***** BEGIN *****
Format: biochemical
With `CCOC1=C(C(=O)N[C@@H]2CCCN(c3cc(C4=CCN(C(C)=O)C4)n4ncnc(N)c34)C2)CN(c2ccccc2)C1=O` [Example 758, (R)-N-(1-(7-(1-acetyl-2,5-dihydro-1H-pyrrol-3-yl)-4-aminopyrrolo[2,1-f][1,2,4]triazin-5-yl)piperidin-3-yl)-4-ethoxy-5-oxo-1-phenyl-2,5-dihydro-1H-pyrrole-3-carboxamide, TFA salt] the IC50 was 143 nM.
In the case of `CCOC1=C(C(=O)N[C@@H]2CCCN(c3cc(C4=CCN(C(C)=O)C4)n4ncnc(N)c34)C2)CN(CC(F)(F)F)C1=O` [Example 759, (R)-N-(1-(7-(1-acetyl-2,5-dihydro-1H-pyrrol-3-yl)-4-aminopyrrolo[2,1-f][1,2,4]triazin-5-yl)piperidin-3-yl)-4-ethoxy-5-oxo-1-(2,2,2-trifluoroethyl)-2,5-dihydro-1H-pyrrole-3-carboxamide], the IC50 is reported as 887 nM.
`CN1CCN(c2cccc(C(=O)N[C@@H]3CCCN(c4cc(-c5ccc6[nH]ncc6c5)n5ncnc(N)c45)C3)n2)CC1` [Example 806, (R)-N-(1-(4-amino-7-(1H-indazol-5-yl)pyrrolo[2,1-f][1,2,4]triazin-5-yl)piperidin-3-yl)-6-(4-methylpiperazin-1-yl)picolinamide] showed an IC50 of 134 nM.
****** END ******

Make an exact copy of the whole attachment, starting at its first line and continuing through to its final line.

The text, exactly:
Format: biochemical
With `CCOC1=C(C(=O)N[C@@H]2CCCN(c3cc(C4=CCN(C(C)=O)C4)n4ncnc(N)c34)C2)CN(c2ccccc2)C1=O` [Example 758, (R)-N-(1-(7-(1-acetyl-2,5-dihydro-1H-pyrrol-3-yl)-4-aminopyrrolo[2,1-f][1,2,4]triazin-5-yl)piperidin-3-yl)-4-ethoxy-5-oxo-1-phenyl-2,5-dihydro-1H-pyrrole-3-carboxamide, TFA salt] the IC50 was 143 nM.
In the case of `CCOC1=C(C(=O)N[C@@H]2CCCN(c3cc(C4=CCN(C(C)=O)C4)n4ncnc(N)c34)C2)CN(CC(F)(F)F)C1=O` [Example 759, (R)-N-(1-(7-(1-acetyl-2,5-dihydro-1H-pyrrol-3-yl)-4-aminopyrrolo[2,1-f][1,2,4]triazin-5-yl)piperidin-3-yl)-4-ethoxy-5-oxo-1-(2,2,2-trifluoroethyl)-2,5-dihydro-1H-pyrrole-3-carboxamide], the IC50 is reported as 887 nM.
`CN1CCN(c2cccc(C(=O)N[C@@H]3CCCN(c4cc(-c5ccc6[nH]ncc6c5)n5ncnc(N)c45)C3)n2)CC1` [Example 806, (R)-N-(1-(4-amino-7-(1H-indazol-5-yl)pyrrolo[2,1-f][1,2,4]triazin-5-yl)piperidin-3-yl)-6-(4-methylpiperazin-1-yl)picolinamide] showed an IC50 of 134 nM.